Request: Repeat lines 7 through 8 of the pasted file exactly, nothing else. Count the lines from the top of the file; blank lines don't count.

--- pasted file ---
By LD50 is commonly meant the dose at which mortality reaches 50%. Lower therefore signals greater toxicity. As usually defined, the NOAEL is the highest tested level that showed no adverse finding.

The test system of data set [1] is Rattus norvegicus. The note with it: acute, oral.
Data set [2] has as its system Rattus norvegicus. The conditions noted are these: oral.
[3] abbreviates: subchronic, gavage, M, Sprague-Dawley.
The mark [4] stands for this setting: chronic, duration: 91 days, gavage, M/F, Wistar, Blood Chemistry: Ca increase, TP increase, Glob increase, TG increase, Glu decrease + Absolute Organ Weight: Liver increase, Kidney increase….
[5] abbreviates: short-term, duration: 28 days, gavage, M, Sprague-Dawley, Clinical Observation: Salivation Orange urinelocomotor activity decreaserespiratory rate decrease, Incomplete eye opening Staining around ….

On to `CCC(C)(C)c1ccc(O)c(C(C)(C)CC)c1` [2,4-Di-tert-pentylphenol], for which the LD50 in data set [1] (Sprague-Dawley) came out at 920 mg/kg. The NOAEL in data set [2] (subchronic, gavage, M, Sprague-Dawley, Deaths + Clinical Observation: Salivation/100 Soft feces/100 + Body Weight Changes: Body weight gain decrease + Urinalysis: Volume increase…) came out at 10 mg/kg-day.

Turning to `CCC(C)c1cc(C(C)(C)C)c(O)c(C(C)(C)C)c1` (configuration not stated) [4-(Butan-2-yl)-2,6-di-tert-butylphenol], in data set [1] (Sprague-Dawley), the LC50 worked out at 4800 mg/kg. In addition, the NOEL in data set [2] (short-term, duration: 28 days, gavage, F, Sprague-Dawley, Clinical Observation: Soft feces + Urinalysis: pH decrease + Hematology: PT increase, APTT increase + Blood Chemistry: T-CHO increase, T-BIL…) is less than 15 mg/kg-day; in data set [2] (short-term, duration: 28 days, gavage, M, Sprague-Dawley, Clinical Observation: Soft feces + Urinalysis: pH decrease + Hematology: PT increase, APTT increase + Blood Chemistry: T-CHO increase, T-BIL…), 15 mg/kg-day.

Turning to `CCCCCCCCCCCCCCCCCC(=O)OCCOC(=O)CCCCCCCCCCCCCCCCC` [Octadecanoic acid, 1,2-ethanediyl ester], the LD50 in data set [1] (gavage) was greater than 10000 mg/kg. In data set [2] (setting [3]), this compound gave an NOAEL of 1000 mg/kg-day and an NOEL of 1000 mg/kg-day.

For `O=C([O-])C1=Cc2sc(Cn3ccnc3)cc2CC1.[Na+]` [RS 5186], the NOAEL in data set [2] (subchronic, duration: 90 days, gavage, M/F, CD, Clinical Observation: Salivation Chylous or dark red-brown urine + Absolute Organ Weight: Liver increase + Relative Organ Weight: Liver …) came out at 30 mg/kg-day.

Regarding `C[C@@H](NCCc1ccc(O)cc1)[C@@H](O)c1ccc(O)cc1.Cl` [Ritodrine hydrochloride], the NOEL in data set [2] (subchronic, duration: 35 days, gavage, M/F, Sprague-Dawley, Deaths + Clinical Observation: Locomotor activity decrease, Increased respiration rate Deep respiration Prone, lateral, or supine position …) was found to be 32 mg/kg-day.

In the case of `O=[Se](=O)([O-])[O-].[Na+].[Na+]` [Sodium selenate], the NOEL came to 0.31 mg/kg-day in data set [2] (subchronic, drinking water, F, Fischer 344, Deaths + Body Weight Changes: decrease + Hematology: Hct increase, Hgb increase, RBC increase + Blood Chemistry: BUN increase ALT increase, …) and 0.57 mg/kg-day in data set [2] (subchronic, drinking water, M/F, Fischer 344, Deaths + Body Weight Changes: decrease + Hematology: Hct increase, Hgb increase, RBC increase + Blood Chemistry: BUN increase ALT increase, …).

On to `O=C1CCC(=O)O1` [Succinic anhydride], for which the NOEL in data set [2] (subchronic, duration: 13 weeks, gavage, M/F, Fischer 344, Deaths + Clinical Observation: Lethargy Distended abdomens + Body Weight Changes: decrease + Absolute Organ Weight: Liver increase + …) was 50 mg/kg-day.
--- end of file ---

On to `CCC(C)(C)c1ccc(O)c(C(C)(C)CC)c1` [2,4-Di-tert-pentylphenol], for which the LD50 in data set [1] (Sprague-Dawley) came out at 920 mg/kg. The NOAEL in data set [2] (subchronic, gavage, M, Sprague-Dawley, Deaths + Clinical Observation: Salivation/100 Soft feces/100 + Body Weight Changes: Body weight gain decrease + Urinalysis: Volume increase…) came out at 10 mg/kg-day.

Turning to `CCC(C)c1cc(C(C)(C)C)c(O)c(C(C)(C)C)c1` (configuration not stated) [4-(Butan-2-yl)-2,6-di-tert-butylphenol], in data set [1] (Sprague-Dawley), the LC50 worked out at 4800 mg/kg. In addition, the NOEL in data set [2] (short-term, duration: 28 days, gavage, F, Sprague-Dawley, Clinical Observation: Soft feces + Urinalysis: pH decrease + Hematology: PT increase, APTT increase + Blood Chemistry: T-CHO increase, T-BIL…) is less than 15 mg/kg-day; in data set [2] (short-term, duration: 28 days, gavage, M, Sprague-Dawley, Clinical Observation: Soft feces + Urinalysis: pH decrease + Hematology: PT increase, APTT increase + Blood Chemistry: T-CHO increase, T-BIL…), 15 mg/kg-day.